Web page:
America was born in an age of political revolution throughout the Atlantic world, a period when the very definition of 'nation' was transforming. Benjamin E. Park traces how Americans imagined novel forms of nationality during the country's first five decades within the context of European discussions taking place at the same time. Focusing on three case studies - Massachusetts, Pennsylvania, and South Carolina - Park examines the developing practices of nationalism in three specific contexts. He argues for a more elastic connection between nationalism and the nation-state by demonstrating that ideas concerning political and cultural allegiance to a federal body developed in different ways and at different rates throughout the nation. American Nationalisms explores how ideas of nationality permeated political disputes, religious revivals, patriotic festivals, slavery debates, and even literature.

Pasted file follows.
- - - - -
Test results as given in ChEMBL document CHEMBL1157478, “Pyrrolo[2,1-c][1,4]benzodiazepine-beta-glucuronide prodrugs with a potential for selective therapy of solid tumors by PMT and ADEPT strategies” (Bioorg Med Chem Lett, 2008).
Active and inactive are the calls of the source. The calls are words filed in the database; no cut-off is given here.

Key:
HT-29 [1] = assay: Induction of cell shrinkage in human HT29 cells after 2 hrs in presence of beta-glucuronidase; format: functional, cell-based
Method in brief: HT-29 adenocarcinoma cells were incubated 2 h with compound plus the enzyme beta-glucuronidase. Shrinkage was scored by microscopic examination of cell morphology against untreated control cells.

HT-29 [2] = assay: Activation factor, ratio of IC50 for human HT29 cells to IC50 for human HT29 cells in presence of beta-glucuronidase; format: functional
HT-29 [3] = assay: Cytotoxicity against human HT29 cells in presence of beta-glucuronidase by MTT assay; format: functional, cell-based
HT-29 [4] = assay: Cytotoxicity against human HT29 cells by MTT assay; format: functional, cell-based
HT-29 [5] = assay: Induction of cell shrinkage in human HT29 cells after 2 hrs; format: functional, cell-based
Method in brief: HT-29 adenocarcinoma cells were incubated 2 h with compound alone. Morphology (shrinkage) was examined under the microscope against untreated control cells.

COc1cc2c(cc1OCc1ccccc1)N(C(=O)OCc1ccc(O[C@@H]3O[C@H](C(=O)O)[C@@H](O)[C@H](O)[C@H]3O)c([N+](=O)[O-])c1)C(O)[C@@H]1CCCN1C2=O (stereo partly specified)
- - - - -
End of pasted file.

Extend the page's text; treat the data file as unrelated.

Frank Cogliano - University of Edinburgh
Caitlin Fitz - Northwestern University, Illinois
Adam Jortner - Auburn University, Alabama
Annette Gordon-Reed - Harvard Law School
* Views captured on Cambridge Core between 20th December 2017 - 25th June 2018. This data will be updated every 24 hours.